In my previous post, I discussed project management. Julie brought up an interesting point (and several agreed):
I wonder about your statement that changes to the plan are strongly discouraged. I must be misreading this. I've been a consultant for almost 20 years. Plans change and clients pay for those changes. Otherwise you end up having software that was originally described but may just plain old fail to meet the clients true needs. I'm not even talking about XP but just common sense. What am I missing in your statement?
As is par for the course, I did not clearly express myself, so I will elaborate.
Large-scale changes are made more difficult because changes are typically the main way that most companies use to get out of a project. Because this system is designed around simplifying a given process and not “dealing with data“, it's very rare that large-scale processes will change during a project. Making the change process difficult forces people to think about ramifications of all aspects of the project up front. It forces the planning process to be much more lengthy and much more complete.
These concepts fit very well with the POC-DC method of project management. If this is familiar to anyone, it's because it's the method that the United States Air Force teaches to its senior enlisted personnel and officers. I was fortunate en ought to have had three years of management instruction in high school by the one of the former heads of that school. POC-DC stands for “Planning | Organizing | Coordinating | Directing | Controlling“. The hyphen in the middle stands to separate the phases, which are as follows:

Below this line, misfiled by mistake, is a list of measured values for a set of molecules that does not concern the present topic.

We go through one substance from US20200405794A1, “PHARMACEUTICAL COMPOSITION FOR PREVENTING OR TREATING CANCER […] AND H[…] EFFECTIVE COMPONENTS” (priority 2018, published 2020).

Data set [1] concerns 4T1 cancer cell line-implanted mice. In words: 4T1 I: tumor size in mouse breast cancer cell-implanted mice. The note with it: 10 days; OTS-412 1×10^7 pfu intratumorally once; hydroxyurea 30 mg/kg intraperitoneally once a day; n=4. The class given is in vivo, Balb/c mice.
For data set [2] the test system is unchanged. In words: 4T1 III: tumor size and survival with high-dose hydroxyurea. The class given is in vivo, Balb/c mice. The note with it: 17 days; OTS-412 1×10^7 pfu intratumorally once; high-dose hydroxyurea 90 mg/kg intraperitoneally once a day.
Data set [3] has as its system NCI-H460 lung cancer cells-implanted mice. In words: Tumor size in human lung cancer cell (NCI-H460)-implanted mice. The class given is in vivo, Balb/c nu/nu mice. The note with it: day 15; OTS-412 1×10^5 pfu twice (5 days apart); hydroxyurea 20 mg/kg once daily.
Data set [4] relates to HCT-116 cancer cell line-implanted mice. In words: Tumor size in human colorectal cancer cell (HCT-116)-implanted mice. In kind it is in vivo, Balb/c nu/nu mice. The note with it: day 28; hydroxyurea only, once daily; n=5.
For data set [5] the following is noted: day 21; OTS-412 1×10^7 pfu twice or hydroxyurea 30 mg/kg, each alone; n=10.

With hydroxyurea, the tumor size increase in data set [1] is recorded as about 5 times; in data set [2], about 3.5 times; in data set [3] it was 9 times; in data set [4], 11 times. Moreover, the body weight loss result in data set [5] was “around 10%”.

Pre-execution | Execution
P O C - D C
As you can see, 3/5ths of the work is done in the pre-execution phase. Therefore it's a good bet to say that 60% of your time will be spent creating the plan, and only 40% will be spent executing it. If you did your due diligence with the planning, you should not have to deviate too much from the plan. The way you execute the operation of the process may change, but that does not take away from the solution to the problem.
Part of the problem with software consulting today, and why we consultants get a bad name, is because we dive into projects without a plan. We take input from clients, such as what Brady came across, and just leap forward without any clear indication of what's ahead.
Any trip worth taking needs a good roadmap. If you've taken the time to plan a good roadmap, chances are you won't need to take many detours. You may have a few unplanned stops along the way, like stopping for some pictures at that rest stop with the dinosaurs (where they filmed “Pee-Wee's Big Adventure) along 1-10 at the Arizona/California border, or to relieve yourself of that Ultra Big Gulp that you just HAD to buy yourself before you left. That's where the Montgomery Scott Principle of Starship Repair comes into play. (For those of you non-techies, it's “Scotty“ from Star Trek, and he always made his estimations 3x longer then what they would actually take, so he always looked like a miracle worker.)
I'm not saying that the solution will be rigid, I'm saying that the process has to be. You're going to have to quantify the intangible: what makes a small change and what makes a large one. This needs to be clearly defined in the contract, and you cannot waver from it. Consider this scenario:
Typically, hourly consultants will start to fall behind in the work. Then the client wants to start making changes to the project. The consultant compromises with his typical MO because the project is behind, and he wants to keep the customer happy. So he starts compromising, which sets a dangerous expectation with the client. Suddenly, a big change comes along. Now the consultant is stuck, because if s/he doesn't make the change, they'll say “Well, you did those 14 other changes, why not this one??!?” Sound familiar?
The techniques I posed may be heavy handed. They have to be, otherwise your project is doomed to fail. Having failed at enough consulting projects in the past, I can say that 90% of the blame on those failures falls on my own shoulders. Not because of a lack of execution, but because of a failure to assert control over my own circumstances.